Aside from the intrinsic dangers and injustices of arguing for immunity for high-level government officials who commit felonies (such as illegal eavesdropping, obstruction of justice, torture and other war crimes), it's the total selectivity of the rationale underlying that case which makes it so corrupt. Defenders of Bush officials sing in unison: We shouldn't get caught up in the past. We shouldn't be driven by vengeance and retribution. We shouldn't punish people whose motives in committing crimes weren't really that bad.
I actually hadn't heard that song from conservatives. What I've heard is a complete denial of the charges, even those President Bush and Vice-President Cheney admitted to themselves. In any case, the point of Greenwald's article is made with a number of examples of the overly severe treatment of petty criminals, as well as these incredible prison statistics.
Currently in the U.S., close to 7,000 people are serving sentences of 25 years to life under our merciless "three-strikes-and-out" laws -- which the Supreme Court upheld as constitutional in a 5-4 ruling -- including half for nonviolent offenses and many for petty theft.
As I've noted many times before, the United States imprisons more of its population than any other country on the planet, and most astoundingly, we account for less than 5% of the world's population yet close to 25% of the world's prisoners are located in American prisons.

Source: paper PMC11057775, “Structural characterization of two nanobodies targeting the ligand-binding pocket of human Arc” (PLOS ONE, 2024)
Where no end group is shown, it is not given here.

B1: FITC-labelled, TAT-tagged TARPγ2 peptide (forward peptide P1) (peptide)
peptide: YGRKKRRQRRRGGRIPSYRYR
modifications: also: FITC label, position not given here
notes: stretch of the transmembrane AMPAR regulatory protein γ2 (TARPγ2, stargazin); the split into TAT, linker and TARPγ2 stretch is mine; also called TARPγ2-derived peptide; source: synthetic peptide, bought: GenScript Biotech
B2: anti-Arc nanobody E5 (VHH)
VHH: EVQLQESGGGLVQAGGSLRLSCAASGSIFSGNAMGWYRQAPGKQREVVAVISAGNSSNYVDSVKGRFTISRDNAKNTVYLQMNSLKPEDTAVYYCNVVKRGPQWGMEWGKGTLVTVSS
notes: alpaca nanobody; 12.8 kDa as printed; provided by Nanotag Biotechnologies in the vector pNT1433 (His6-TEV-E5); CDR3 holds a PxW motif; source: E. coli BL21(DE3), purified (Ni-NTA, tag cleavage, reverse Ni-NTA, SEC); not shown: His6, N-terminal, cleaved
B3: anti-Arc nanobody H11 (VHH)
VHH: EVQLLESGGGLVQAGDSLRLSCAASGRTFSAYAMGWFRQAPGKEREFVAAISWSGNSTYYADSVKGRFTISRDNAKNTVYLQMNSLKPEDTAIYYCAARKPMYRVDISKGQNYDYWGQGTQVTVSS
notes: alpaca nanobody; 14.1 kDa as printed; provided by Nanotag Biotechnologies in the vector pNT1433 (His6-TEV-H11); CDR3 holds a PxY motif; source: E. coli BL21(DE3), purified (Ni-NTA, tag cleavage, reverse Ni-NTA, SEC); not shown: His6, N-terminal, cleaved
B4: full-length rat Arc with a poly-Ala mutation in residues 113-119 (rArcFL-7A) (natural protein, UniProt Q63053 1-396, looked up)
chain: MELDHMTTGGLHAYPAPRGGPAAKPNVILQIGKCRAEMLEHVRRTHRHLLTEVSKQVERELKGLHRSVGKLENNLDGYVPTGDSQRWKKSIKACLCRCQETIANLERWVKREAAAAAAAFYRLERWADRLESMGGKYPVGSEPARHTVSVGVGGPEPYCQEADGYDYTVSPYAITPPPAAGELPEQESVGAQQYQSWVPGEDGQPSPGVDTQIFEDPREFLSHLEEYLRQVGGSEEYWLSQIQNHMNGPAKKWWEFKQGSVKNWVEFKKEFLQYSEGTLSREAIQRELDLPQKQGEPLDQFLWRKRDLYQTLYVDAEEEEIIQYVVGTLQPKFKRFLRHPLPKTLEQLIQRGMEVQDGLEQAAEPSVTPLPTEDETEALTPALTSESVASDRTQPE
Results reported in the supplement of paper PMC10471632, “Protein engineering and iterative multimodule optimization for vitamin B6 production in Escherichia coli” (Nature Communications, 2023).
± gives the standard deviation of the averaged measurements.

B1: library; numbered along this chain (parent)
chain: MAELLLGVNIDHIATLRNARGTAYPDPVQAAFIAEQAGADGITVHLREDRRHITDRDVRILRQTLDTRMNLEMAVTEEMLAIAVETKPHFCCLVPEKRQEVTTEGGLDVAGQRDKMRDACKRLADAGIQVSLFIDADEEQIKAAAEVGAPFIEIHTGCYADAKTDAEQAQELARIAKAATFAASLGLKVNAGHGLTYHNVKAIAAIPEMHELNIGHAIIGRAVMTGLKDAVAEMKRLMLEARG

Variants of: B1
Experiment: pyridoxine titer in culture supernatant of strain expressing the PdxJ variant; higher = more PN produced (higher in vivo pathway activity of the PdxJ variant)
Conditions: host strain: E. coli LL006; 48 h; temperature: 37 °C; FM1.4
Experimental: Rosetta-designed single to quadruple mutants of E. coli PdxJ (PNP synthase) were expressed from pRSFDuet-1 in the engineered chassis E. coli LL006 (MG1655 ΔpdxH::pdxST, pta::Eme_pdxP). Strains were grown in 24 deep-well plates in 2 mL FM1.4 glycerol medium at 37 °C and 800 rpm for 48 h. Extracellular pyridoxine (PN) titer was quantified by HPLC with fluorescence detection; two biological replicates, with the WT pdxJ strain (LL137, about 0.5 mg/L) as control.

Often I seem to hear that we're too soft on criminals. Does anyone think that in the light of these stats? Does anyone think we need to lock more people up than we do now?
Here's my three-part plan:
1. White collar criminals get out immediately, but it's not a get-out-of-jail-free card. They'd have to pay heavy fines and submit to severe supervision.
2. Then, we remove all the alcoholics and drug addicts from prisons and give them the mental health care they need.
3. After that we release the 25% least dangerous prisoners, right across the board, under the same conditions as the white collar guys.
With all the savings generated we could afford the proper upkeep of the present facilities including the mental hospitals and make the necessary increases in the probation departments.
As far as the former administration goes, I believe they should answer for what they've done. They should be investigated and if found appropriate, tried for their crimes. Perhaps under my system outlined above, they would fall into the white-collar group, but they should pay for their crimes like everyone else.
What's your opinion? Does this sound like crazy liberal talk? Or do some of my ideas make sense to you?
Please leave a comment.